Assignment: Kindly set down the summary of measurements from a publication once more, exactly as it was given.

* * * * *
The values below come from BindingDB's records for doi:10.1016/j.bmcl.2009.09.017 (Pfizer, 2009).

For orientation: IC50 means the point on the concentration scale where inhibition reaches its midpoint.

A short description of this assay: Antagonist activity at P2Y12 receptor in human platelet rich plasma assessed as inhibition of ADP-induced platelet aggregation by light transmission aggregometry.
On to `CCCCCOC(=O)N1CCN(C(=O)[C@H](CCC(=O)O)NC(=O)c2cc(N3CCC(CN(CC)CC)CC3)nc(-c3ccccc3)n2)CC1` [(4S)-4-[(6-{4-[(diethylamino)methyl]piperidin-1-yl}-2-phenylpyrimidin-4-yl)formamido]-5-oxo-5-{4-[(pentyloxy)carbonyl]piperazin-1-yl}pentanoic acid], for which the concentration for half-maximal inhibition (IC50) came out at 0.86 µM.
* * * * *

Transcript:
The values below come from BindingDB's records for doi:10.1016/j.bmcl.2009.09.017 (Pfizer, 2009).

For orientation: IC50 means the point on the concentration scale where inhibition reaches its midpoint.

A short description of this assay: Antagonist activity at P2Y12 receptor in human platelet rich plasma assessed as inhibition of ADP-induced platelet aggregation by light transmission aggregometry.
On to `CCCCCOC(=O)N1CCN(C(=O)[C@H](CCC(=O)O)NC(=O)c2cc(N3CCC(CN(CC)CC)CC3)nc(-c3ccccc3)n2)CC1` [(4S)-4-[(6-{4-[(diethylamino)methyl]piperidin-1-yl}-2-phenylpyrimidin-4-yl)formamido]-5-oxo-5-{4-[(pentyloxy)carbonyl]piperazin-1-yl}pentanoic acid], for which the concentration for half-maximal inhibition (IC50) came out at 0.86 µM.